I have been trying to hang in there with the new television series "Flashforward". The premise was intriguing to me and I like several of the actors in the cast. However, there have now been five or six episodes and the dialogue is so bad it sometimes causes me physical pain. I literally get a stomach ache, it is so disappointing.
It has made me realize how key dialogue is to keeping the viewer/reader interested. Man, nothing pulls you out of the story faster than lame dialogue. I feel sorry for the actors for having to say some of this stuff, and frankly, they look pretty uncomfortable too.
I am not good at pulling up dialogue from memory, so I borrowed this example from a reviewer at tv.com who has the same complaint. This is from a scene where the lead character, FBI agent Mark Bedford and his co-worker, Janis have traveled to Germany to try to get information on the blackout from an imprisoned Nazi (the premise of the show being, everyone on earth blacked out at the same time, for two minutes and 17 seconds and saw a glipse of the future six months later):
Janis: Isn't this where Sophie Scholl and the rest of the White Rose Nazi resistance group were executed?
German Prison Guard: If I'm not mistaken, your country eradicated its idigenous Indian population and practiced institutionalized slavery for 250 years.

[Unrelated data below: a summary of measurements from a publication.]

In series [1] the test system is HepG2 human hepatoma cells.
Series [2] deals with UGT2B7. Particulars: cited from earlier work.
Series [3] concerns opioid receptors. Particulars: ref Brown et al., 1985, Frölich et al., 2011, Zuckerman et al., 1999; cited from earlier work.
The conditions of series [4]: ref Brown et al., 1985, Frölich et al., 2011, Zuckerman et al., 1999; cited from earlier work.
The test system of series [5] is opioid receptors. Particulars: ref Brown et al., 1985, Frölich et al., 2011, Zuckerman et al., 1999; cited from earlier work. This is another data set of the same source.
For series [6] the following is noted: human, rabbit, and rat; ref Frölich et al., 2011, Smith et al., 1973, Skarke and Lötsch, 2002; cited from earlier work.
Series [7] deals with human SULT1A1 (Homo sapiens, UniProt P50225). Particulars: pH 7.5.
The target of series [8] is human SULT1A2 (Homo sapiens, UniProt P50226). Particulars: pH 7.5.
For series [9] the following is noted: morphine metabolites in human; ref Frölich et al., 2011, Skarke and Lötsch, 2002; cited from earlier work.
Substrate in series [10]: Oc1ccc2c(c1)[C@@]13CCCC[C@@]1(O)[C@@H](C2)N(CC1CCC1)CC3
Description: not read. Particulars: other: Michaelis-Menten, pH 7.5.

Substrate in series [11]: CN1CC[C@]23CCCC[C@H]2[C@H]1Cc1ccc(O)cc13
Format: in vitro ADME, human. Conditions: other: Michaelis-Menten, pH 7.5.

Mark: We also gave the world Brittany Spears.
The acting is also painful, which I'm blaming mostly on the writing and partly on the direction. You can only do so much with this kind of dialogue and I have seen most of these actors do much better work. I also wonder if the acting is suffering because several of the leads are foreigners trying to pull off an American accent (see Joseph Fiennes, Bryan O'Byrne, Sonya Walger). Joseph Fiennes has a perpetual look of angst on his face, so he's either concentrating too hard on the accent or he is constipated.
So, I'm wondering if I have a right to complain when I am still watching it. I'm intrigued enough by where they are going with the story to hang in there, but I beg the producers to call in a script doctor, stat. Or even better, a whole new team of writers.